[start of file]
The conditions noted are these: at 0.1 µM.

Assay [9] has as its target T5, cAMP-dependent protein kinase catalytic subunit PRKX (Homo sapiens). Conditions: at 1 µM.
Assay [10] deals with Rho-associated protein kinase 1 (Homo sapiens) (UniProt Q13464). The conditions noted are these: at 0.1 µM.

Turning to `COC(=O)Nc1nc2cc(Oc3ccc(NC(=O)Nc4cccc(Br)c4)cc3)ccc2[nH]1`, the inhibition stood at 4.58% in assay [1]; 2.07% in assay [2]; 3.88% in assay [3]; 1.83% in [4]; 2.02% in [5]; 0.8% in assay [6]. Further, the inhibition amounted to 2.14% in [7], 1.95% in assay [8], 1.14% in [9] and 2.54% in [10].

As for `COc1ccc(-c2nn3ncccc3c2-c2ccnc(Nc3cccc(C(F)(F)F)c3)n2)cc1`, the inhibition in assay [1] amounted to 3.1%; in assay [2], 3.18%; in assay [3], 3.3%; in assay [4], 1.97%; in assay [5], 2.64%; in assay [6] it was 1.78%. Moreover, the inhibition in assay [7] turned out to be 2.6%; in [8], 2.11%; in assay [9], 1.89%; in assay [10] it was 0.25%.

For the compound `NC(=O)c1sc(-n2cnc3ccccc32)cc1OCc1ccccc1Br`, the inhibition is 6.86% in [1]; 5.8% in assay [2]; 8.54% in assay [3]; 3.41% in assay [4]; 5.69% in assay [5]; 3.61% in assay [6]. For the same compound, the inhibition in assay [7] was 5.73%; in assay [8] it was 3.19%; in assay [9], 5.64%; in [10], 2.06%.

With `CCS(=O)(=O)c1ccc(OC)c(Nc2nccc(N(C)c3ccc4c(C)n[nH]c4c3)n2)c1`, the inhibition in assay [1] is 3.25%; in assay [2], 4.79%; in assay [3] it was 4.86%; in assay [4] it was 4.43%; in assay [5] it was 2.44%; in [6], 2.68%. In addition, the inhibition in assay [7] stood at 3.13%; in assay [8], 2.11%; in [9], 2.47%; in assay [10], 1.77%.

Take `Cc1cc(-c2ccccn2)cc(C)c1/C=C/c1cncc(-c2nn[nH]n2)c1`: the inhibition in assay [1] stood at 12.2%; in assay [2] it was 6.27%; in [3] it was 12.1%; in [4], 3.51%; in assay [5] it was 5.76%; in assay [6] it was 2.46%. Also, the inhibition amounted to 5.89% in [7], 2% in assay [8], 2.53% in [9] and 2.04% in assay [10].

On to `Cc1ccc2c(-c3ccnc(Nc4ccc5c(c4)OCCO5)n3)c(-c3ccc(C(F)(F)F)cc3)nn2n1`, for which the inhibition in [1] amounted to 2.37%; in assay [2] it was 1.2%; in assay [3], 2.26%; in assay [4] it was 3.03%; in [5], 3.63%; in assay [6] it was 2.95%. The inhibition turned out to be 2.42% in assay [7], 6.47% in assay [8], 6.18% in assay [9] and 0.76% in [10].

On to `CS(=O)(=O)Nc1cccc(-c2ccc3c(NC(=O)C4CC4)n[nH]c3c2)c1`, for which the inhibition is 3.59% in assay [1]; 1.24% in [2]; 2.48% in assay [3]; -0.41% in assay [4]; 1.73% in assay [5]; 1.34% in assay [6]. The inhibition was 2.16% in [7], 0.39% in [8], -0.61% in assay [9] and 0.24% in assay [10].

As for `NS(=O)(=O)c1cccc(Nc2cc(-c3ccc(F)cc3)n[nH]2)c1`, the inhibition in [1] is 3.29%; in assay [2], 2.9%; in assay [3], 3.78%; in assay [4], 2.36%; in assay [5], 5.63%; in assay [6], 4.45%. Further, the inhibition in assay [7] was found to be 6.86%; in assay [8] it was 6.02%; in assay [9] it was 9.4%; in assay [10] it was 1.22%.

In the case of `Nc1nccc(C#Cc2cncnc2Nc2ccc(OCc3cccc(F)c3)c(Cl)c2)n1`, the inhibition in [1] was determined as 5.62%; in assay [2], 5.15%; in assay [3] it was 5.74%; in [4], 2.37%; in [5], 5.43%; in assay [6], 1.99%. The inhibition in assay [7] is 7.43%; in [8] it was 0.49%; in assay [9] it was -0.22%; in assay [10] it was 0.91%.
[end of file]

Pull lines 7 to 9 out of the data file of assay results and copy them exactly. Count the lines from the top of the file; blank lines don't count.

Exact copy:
With `CCS(=O)(=O)c1ccc(OC)c(Nc2nccc(N(C)c3ccc4c(C)n[nH]c4c3)n2)c1`, the inhibition in assay [1] is 3.25%; in assay [2], 4.79%; in assay [3] it was 4.86%; in assay [4] it was 4.43%; in assay [5] it was 2.44%; in [6], 2.68%. In addition, the inhibition in assay [7] stood at 3.13%; in assay [8], 2.11%; in [9], 2.47%; in assay [10], 1.77%.

Take `Cc1cc(-c2ccccn2)cc(C)c1/C=C/c1cncc(-c2nn[nH]n2)c1`: the inhibition in assay [1] stood at 12.2%; in assay [2] it was 6.27%; in [3] it was 12.1%; in [4], 3.51%; in assay [5] it was 5.76%; in assay [6] it was 2.46%. Also, the inhibition amounted to 5.89% in [7], 2% in assay [8], 2.53% in [9] and 2.04% in assay [10].

On to `Cc1ccc2c(-c3ccnc(Nc4ccc5c(c4)OCCO5)n3)c(-c3ccc(C(F)(F)F)cc3)nn2n1`, for which the inhibition in [1] amounted to 2.37%; in assay [2] it was 1.2%; in assay [3], 2.26%; in assay [4] it was 3.03%; in [5], 3.63%; in assay [6] it was 2.95%. The inhibition turned out to be 2.42% in assay [7], 6.47% in assay [8], 6.18% in assay [9] and 0.76% in [10].